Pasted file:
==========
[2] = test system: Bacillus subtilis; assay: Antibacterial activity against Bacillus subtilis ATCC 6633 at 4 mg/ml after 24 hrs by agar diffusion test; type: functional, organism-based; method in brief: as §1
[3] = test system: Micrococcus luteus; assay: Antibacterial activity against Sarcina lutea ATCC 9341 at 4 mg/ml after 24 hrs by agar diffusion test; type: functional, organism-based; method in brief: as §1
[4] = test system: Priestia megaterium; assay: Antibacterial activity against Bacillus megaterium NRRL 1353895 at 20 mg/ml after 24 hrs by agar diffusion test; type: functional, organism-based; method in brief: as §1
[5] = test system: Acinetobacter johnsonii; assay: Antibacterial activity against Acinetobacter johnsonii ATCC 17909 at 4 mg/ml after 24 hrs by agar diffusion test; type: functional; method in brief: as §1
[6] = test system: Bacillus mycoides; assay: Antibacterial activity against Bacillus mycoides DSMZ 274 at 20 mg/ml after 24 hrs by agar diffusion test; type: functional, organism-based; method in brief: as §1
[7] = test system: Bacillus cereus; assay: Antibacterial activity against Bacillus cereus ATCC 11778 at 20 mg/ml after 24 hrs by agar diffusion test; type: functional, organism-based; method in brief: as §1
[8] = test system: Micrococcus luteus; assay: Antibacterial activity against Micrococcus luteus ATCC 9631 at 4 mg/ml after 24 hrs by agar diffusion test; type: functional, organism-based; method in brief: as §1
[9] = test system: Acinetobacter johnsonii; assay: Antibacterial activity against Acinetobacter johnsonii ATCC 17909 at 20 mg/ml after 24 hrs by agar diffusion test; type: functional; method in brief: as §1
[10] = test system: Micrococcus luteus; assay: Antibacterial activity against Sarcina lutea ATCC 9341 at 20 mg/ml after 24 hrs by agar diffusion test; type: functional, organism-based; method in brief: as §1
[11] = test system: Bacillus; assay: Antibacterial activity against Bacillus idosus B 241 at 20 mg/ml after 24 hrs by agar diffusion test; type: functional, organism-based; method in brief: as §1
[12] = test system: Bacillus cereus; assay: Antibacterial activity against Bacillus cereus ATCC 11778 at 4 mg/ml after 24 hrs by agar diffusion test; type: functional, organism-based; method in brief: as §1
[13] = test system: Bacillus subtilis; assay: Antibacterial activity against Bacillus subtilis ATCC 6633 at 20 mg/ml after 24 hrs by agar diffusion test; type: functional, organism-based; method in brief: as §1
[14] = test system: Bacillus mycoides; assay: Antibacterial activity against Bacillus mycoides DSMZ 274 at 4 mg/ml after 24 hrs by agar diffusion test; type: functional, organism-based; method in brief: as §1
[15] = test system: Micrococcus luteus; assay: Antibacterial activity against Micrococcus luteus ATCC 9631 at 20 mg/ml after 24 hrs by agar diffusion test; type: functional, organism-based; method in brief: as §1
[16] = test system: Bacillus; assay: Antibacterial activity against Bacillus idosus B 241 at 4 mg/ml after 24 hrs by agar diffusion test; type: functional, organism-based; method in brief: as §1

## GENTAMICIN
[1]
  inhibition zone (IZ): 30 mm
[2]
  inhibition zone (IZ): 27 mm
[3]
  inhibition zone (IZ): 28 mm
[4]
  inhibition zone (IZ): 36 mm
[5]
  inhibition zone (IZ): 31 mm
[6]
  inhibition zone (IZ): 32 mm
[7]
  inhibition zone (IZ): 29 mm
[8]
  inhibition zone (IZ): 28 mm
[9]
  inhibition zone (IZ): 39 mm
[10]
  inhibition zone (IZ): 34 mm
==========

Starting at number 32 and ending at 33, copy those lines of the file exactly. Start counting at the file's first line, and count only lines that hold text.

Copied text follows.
  inhibition zone (IZ): 28 mm
[9]